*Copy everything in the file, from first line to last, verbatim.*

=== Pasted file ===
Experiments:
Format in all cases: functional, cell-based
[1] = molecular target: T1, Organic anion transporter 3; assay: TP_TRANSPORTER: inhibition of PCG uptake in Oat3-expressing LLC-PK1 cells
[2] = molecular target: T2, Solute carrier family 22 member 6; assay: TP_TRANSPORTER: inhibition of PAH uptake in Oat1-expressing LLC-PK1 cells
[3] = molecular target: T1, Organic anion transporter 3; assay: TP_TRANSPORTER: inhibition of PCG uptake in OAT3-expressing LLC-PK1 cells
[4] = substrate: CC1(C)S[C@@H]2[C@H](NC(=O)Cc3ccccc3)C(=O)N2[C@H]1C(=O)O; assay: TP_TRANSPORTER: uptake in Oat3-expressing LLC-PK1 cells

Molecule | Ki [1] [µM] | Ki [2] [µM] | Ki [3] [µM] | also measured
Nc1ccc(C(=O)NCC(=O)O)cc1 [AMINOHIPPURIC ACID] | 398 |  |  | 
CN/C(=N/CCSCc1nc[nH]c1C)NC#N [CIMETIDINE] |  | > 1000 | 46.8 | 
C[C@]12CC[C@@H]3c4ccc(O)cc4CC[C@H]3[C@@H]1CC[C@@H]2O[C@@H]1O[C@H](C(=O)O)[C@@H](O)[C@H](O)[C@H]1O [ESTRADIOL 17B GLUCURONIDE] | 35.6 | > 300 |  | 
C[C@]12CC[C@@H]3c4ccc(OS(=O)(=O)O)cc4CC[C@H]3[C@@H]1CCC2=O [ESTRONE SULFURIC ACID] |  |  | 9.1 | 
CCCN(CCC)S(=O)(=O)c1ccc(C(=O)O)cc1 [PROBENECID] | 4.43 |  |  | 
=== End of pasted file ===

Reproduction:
Experiments:
Format in all cases: functional, cell-based
[1] = molecular target: T1, Organic anion transporter 3; assay: TP_TRANSPORTER: inhibition of PCG uptake in Oat3-expressing LLC-PK1 cells
[2] = molecular target: T2, Solute carrier family 22 member 6; assay: TP_TRANSPORTER: inhibition of PAH uptake in Oat1-expressing LLC-PK1 cells
[3] = molecular target: T1, Organic anion transporter 3; assay: TP_TRANSPORTER: inhibition of PCG uptake in OAT3-expressing LLC-PK1 cells
[4] = substrate: CC1(C)S[C@@H]2[C@H](NC(=O)Cc3ccccc3)C(=O)N2[C@H]1C(=O)O; assay: TP_TRANSPORTER: uptake in Oat3-expressing LLC-PK1 cells

Molecule | Ki [1] [µM] | Ki [2] [µM] | Ki [3] [µM] | also measured
Nc1ccc(C(=O)NCC(=O)O)cc1 [AMINOHIPPURIC ACID] | 398 |  |  | 
CN/C(=N/CCSCc1nc[nH]c1C)NC#N [CIMETIDINE] |  | > 1000 | 46.8 | 
C[C@]12CC[C@@H]3c4ccc(O)cc4CC[C@H]3[C@@H]1CC[C@@H]2O[C@@H]1O[C@H](C(=O)O)[C@@H](O)[C@H](O)[C@H]1O [ESTRADIOL 17B GLUCURONIDE] | 35.6 | > 300 |  | 
C[C@]12CC[C@@H]3c4ccc(OS(=O)(=O)O)cc4CC[C@H]3[C@@H]1CCC2=O [ESTRONE SULFURIC ACID] |  |  | 9.1 | 
CCCN(CCC)S(=O)(=O)c1ccc(C(=O)O)cc1 [PROBENECID] | 4.43 |  |  | 